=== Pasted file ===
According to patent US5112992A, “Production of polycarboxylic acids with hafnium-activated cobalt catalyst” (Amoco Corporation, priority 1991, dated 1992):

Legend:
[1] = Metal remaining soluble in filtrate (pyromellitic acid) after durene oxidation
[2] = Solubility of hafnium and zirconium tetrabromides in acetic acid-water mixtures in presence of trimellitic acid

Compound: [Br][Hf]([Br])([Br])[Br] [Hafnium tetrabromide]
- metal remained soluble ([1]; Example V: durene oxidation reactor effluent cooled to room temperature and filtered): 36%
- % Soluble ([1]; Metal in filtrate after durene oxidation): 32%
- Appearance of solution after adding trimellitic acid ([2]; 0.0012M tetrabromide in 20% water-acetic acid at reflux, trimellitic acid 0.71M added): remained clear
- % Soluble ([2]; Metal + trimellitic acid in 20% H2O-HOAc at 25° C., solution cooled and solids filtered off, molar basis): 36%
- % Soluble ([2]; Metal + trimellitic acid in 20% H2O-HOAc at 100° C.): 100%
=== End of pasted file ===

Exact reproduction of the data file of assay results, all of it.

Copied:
According to patent US5112992A, “Production of polycarboxylic acids with hafnium-activated cobalt catalyst” (Amoco Corporation, priority 1991, dated 1992):

Legend:
[1] = Metal remaining soluble in filtrate (pyromellitic acid) after durene oxidation
[2] = Solubility of hafnium and zirconium tetrabromides in acetic acid-water mixtures in presence of trimellitic acid

Compound: [Br][Hf]([Br])([Br])[Br] [Hafnium tetrabromide]
- metal remained soluble ([1]; Example V: durene oxidation reactor effluent cooled to room temperature and filtered): 36%
- % Soluble ([1]; Metal in filtrate after durene oxidation): 32%
- Appearance of solution after adding trimellitic acid ([2]; 0.0012M tetrabromide in 20% water-acetic acid at reflux, trimellitic acid 0.71M added): remained clear
- % Soluble ([2]; Metal + trimellitic acid in 20% H2O-HOAc at 25° C., solution cooled and solids filtered off, molar basis): 36%
- % Soluble ([2]; Metal + trimellitic acid in 20% H2O-HOAc at 100° C.): 100%